Bio-imaging and drug carriers for delivery have created a huge demand for crystals. Crystals are fascinating materials that have been grown for a long time but obtaining biocompatible fluorescent crystals is a challenging task. We report on the growth of fluorescent crystals using a carbon dot (C-dot) solution by a hydrothermal process. The crystallization pattern of these C-dots exhibited a unique dendritic structure having a feather-like morphology. The growth temperature and pressure were maintained at 60°C and 200 mmHg, respectively, for crystal growth. A green fluorescence (under UV light) that was observed in the C-dot solution was retained in the crystals formed from the solution. Cytotoxicity studies on Vero cells revealed the crystals to be extremely biocompatible. These fluorescent crystals are extremely well suited for biomedical and optoelectronic applications.
The synthesis of carbon nanomaterials (CNMs) by a chemical vapor deposition method using three different plant oils as precursors is presented. Because there are four param-eters involved in the synthesis of CNM (i.e., the precursor, reaction temperature of the furnace, catalysts, and the carrier gas), each having three variables, it was decided to use the Taguchi optimization method with the ‘the larger the better’ concept. The best parameter regarding the yield of carbon varied for each type of precursor oil. It was a temperature of 900°C + Ni as a catalyst for neem oil; 700°C + Co for karanja oil and 500°C + Zn as a catalyst for castor oil. The morphology of the nanocarbon produced was also impacted by different parameters. Neem oil and castor oil produced carbon nanotube (CNT) at 900°C; at lower temperatures, sphere-like structures developed. In contrast, karanja oil produced CNTs at all the assessed temperatures. X-ray diffraction and Raman diffraction analyses confirmedthat the nanocarbon (both carbon nano beads and CNTs) produced were graphitic in nature.
Carbon materials were synthesized by pyrolysis from fibers of Corn-straw (Zea mays), Rice-straw (Oryza sativa), Jute-straw (Corchorus capsularis) Bamboo (Bombax bambusa), Bagass (Saccharum officinarum), Cotton (Bombax malabaricum), and Coconut (Cocos nucifera); these materials were characterized by scanning electron microscope, X-ray diffraction (XRD), and Raman spectra. All carbon materials are micro sized with large pores or channel like morphology. The unique complex spongy, porous and channel like structure of Carbon shows a lot of similarity with the original anatomy of the plant fibers used as precursor. Waxy contents like tyloses and pits present on fiber tracheids that were seen in the inherent anatomy disappear after pyrolysis and only the carbon skeleton remained; XRD analysis shows that carbon shows the development of a (002) plane, with the exception of carbon obtained from bamboo, which shows a very crystalline character. Raman studies of all carbon materials showed the presence of G- and D-bands of almost equal intensities, suggesting the presence of graphitic carbon as well as a disordered graphitic structure. Carbon materials possessing lesser density, larger surface area, more graphitic with less of an sp3 carbon contribution, and having pore sizes around 10μm favor hydrogen adsorption. Carbon materials synthesized from bagass meet these requirements most effectively, followed by cotton fiber, which was more effective than the carbon synthesized from the other plant fibers.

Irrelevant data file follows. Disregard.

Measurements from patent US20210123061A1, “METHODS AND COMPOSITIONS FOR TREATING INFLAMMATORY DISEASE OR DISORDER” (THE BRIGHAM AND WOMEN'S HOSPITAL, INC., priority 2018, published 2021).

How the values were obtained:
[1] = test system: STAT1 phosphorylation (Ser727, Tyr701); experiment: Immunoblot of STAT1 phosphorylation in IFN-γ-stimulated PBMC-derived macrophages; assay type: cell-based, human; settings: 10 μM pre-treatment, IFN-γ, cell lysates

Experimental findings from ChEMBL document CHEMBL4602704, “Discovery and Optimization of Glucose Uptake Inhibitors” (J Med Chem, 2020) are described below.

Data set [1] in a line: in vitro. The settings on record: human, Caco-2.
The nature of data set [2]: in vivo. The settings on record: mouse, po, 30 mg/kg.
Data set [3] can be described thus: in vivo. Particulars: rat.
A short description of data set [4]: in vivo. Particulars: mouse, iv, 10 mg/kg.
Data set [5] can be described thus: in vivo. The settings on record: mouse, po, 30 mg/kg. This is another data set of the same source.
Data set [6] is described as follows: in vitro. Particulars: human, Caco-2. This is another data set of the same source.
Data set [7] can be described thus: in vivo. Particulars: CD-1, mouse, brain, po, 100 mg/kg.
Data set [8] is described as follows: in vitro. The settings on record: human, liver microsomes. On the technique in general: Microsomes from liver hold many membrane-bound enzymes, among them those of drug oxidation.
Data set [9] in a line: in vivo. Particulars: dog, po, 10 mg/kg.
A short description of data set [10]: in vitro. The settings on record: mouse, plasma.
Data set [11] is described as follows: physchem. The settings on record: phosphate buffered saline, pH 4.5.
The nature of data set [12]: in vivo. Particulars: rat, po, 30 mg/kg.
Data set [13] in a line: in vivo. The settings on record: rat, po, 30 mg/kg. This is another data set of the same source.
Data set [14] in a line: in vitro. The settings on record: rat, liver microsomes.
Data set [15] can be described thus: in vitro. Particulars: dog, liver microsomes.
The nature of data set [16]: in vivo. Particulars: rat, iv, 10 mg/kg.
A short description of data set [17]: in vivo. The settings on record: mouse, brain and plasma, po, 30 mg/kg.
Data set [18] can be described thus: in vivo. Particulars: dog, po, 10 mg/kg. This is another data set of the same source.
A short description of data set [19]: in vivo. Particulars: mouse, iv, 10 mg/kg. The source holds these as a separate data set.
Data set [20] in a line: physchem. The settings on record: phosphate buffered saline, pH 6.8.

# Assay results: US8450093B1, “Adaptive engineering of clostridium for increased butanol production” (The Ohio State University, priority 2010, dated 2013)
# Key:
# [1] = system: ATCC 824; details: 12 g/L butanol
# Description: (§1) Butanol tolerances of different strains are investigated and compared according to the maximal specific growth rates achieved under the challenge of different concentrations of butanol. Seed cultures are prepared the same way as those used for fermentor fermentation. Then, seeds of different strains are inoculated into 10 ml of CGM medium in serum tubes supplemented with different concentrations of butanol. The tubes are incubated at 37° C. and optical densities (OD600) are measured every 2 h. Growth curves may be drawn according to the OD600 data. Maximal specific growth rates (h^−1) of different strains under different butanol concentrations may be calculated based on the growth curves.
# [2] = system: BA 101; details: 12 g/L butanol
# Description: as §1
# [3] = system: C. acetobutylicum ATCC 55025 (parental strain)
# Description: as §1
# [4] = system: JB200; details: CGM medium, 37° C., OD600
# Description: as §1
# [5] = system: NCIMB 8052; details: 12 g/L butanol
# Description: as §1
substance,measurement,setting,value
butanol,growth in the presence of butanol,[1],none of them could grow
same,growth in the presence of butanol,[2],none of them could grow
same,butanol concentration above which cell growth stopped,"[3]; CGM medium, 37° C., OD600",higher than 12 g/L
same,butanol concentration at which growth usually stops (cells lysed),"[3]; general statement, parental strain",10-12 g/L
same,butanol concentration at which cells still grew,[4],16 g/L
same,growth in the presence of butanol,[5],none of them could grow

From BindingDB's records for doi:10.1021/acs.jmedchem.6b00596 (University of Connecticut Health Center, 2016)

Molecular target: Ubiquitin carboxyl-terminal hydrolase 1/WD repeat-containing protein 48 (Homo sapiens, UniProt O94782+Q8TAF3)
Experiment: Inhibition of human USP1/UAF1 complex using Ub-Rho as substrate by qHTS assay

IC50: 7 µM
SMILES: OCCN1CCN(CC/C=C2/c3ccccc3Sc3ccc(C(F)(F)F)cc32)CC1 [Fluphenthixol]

Synthesis of carbon fibers from cotton fiber by pyrolysis process has been described. Synthesis parameters are optimized using Taguchi optimization technique. Synthesized carbon fibers are used for studying hydrogen adsorption capacity using Seivert's apparatus. Transmission electron microscopy analysis and X-ray diffraction of carbon fiber from cotton suggested it to be very transparent type material possessing graphitic nature. Carbon synthesized from cotton fibers under the conditions predicted by Taguchi optimization methodology (no treatment of cotton fiber prior to pyrolysis, temperature of pyrolysis 800℃, Argon as carrier gas and paralyzing time for 2 h) exhibited 7.32 wt% hydrogen adsorption capacity.